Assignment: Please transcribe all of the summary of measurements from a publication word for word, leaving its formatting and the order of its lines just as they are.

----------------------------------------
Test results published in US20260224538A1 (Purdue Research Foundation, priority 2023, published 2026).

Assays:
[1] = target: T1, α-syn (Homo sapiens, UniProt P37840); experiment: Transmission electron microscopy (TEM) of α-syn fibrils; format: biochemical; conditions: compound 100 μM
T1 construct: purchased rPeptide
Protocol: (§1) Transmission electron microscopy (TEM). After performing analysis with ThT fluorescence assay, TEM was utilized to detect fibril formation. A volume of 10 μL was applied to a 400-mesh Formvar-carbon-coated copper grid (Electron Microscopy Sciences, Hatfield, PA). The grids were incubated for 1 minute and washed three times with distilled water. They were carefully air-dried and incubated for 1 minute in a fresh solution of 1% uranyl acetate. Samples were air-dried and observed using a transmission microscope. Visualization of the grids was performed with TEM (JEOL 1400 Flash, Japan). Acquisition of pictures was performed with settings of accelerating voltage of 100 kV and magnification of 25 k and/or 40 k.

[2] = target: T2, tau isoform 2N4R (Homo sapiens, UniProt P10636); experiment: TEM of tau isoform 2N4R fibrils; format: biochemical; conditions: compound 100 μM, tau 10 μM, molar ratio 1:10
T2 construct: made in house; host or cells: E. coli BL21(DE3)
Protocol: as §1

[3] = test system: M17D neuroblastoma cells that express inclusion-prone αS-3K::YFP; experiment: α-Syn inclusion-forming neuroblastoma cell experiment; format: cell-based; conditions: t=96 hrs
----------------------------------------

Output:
Test results published in US20260224538A1 (Purdue Research Foundation, priority 2023, published 2026).

Assays:
[1] = target: T1, α-syn (Homo sapiens, UniProt P37840); experiment: Transmission electron microscopy (TEM) of α-syn fibrils; format: biochemical; conditions: compound 100 μM
T1 construct: purchased rPeptide
Protocol: (§1) Transmission electron microscopy (TEM). After performing analysis with ThT fluorescence assay, TEM was utilized to detect fibril formation. A volume of 10 μL was applied to a 400-mesh Formvar-carbon-coated copper grid (Electron Microscopy Sciences, Hatfield, PA). The grids were incubated for 1 minute and washed three times with distilled water. They were carefully air-dried and incubated for 1 minute in a fresh solution of 1% uranyl acetate. Samples were air-dried and observed using a transmission microscope. Visualization of the grids was performed with TEM (JEOL 1400 Flash, Japan). Acquisition of pictures was performed with settings of accelerating voltage of 100 kV and magnification of 25 k and/or 40 k.

[2] = target: T2, tau isoform 2N4R (Homo sapiens, UniProt P10636); experiment: TEM of tau isoform 2N4R fibrils; format: biochemical; conditions: compound 100 μM, tau 10 μM, molar ratio 1:10
T2 construct: made in house; host or cells: E. coli BL21(DE3)
Protocol: as §1

[3] = test system: M17D neuroblastoma cells that express inclusion-prone αS-3K::YFP; experiment: α-Syn inclusion-forming neuroblastoma cell experiment; format: cell-based; conditions: t=96 hrs